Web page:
The Q&A Archives: Gummy Substance on Nectarine Fruit

Question: I have found a gummy substance on the fruit of my nectarine tree. There were a few ants, but I could not see any other insects or disease.

Answer: Nectarines and peaches will "bleed" a gummy sap from the fruit whenever it is injured. The most likely culprits are stink bugs (and their cousins in crime the leaf-footed bug) or the plum curculio (a dark brown to black weevil about 1/4 to 3/8" long).

One way to check for these pests is to go out early in the morning, spread a white sheet beneath the tree and give the limbs a sharp jarring strike. This will knock the bugs out of the tree and they often will lay there almost motionless in the cool of the morning, allowing you time to get a good look.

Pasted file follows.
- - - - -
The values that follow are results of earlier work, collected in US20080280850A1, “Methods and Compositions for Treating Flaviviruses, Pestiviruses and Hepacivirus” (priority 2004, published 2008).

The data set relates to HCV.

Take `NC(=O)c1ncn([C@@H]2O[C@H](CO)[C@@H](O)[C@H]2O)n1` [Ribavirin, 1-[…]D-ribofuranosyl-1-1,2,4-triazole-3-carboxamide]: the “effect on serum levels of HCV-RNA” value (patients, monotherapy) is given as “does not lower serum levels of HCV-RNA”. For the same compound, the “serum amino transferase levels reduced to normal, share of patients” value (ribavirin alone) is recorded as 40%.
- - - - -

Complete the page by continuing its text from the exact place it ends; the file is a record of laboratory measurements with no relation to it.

Another possibility is that the substance is "honeydew", a sticky substance secreted by aphids and scale insects. Examine new leaves and twigs for signs of insect pests.

Depending on what you find, a recommendation for control can be made. Feel free to submit another question, including this original information plus added observations, to the website.

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